Last year Syracuse University Press also came out with a translation of his Hafez in Love -- see their publicity page --; I haven't seen this one yet, but I hope to.

       (Updated - 20 January): See now also Emily Langer's obituary in The Washington Post, Iraj Pezeshkzad, celebrated Iranian satirist and author of ‘My Uncle Napoleon,’ dies.

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       The Millions' 'Most Anticipated'

       The Millions has now published their Most Anticipated: The Great First Half 2022 Book Preview -- "nearly 200 books".
       Lots of good books here -- but quite a few of the titles I am looking forward to aren't found here -- beginning with The Books of Jacob by Olga Tokarczuk (I just got my copy ...); see also the publicity pages from Riverhead Books and Fitzcarraldo Editions, or get your copy at Amazon.com or Amazon.co.uk.
       Just off the top of my head, among my other most-anticipated that didn't make this list are:        (And there are a lot, lot more.)

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       Hungarian books in translation in 2021

       hlo now complete their overview of Hungarian works published in English translation with those from the second half of 2021, in Hungarian Books in Translation: 2021/2.
       The only one of these I have/seen is the Bodor, which I am looking forward to getting to.

(Posted by: M.A.Orthofer)    - permanent link -



13 January 2022 - Thursday

Banipal Prize | Abolhassan Najafi Award longlist
'Michael Dirda's Desert-Island Books' | Canada Reads longlist
Longing and Other Stories review

       Banipal Prize

       They've announced the winner of the 2021 Saif Ghobash Banipal Prize for Arabic Literary Translation, and it is Sarah Enany for her translation of The Girl with Braided Hair, by Rasha Adly; see also the Hoopoe publicity page, or get your copy at Amazon.com or Amazon.co.uk

(Posted by: M.A.Orthofer)    - permanent link -



       Abolhassan Najafi Award longlist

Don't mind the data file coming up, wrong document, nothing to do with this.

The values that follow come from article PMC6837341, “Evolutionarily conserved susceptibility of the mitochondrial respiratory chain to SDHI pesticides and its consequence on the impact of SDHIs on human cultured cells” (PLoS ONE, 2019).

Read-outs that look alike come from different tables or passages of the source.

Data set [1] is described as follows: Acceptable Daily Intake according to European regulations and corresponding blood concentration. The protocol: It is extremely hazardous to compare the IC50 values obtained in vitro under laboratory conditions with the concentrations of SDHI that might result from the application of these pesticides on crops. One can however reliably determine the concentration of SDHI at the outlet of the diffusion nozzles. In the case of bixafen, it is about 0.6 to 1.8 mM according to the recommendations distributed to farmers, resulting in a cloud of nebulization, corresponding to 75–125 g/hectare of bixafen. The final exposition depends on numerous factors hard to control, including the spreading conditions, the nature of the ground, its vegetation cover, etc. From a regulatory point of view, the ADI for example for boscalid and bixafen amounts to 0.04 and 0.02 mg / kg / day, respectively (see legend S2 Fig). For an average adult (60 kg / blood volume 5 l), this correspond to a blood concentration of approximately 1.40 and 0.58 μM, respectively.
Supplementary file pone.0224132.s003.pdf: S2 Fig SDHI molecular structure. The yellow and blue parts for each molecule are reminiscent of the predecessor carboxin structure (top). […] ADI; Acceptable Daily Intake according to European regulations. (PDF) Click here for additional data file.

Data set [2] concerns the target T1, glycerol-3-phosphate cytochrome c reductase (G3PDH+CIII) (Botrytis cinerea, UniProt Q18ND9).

They've announced the eight titles in the running for the Abolhassan Najafi Award, an Iranian prize for the best translation into Persian; see the Tehran Times report.
       An interesting variety of titles -- from Chester Himes' A Rage in Harlem to Kate Chopin's The Awakening.

(Posted by: M.A.Orthofer)    - permanent link -



       'Michael Dirda's Desert-Island Books'

       In The Washington Post Michael Dirda considers You're done with it all. You head for the hills. What books do you bring ? coming up with a list of sixty-six of his favorite books -- though he limits himself here: "to 20th-century prose by English-language authors, one book apiece".
       A very varied list, certainly of some interest.
       Only three of the titles are under review at the complete review:
(Posted by: M.A.Orthofer)    - permanent link -



       Canada Reads longlist

       They've announced this year's Canada Reads longlist.
       Five panelists will choose five of these books to champion; these will be revealed on 26 January.

(Posted by: M.A.Orthofer)    - permanent link -



       Longing and Other Stories review

       The most recent addition to the complete review is my review of Tanizaki Jun'ichirō's Longing and Other Stories, a collection of three early stories just out in English, from Columbia University Press.

(Posted by: M.A.Orthofer)    - permanent link -



12 January 2022 - Wednesday

Booker Prize judges | NEA fellowships

       Booker Prize judges